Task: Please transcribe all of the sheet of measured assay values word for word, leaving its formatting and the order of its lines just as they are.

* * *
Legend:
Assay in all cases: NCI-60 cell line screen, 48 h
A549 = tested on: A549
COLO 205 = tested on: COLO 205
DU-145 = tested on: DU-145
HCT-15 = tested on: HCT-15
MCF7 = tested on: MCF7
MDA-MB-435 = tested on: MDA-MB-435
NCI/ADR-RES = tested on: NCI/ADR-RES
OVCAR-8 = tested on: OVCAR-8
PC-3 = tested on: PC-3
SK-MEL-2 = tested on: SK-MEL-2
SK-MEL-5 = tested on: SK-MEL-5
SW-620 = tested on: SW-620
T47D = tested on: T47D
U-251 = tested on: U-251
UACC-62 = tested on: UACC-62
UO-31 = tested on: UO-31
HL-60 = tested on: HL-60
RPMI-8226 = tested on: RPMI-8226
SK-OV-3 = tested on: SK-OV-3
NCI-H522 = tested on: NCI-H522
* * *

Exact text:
Legend:
Assay in all cases: NCI-60 cell line screen, 48 h
A549 = tested on: A549
COLO 205 = tested on: COLO 205
DU-145 = tested on: DU-145
HCT-15 = tested on: HCT-15
MCF7 = tested on: MCF7
MDA-MB-435 = tested on: MDA-MB-435
NCI/ADR-RES = tested on: NCI/ADR-RES
OVCAR-8 = tested on: OVCAR-8
PC-3 = tested on: PC-3
SK-MEL-2 = tested on: SK-MEL-2
SK-MEL-5 = tested on: SK-MEL-5
SW-620 = tested on: SW-620
T47D = tested on: T47D
U-251 = tested on: U-251
UACC-62 = tested on: UACC-62
UO-31 = tested on: UO-31
HL-60 = tested on: HL-60
RPMI-8226 = tested on: RPMI-8226
SK-OV-3 = tested on: SK-OV-3
NCI-H522 = tested on: NCI-H522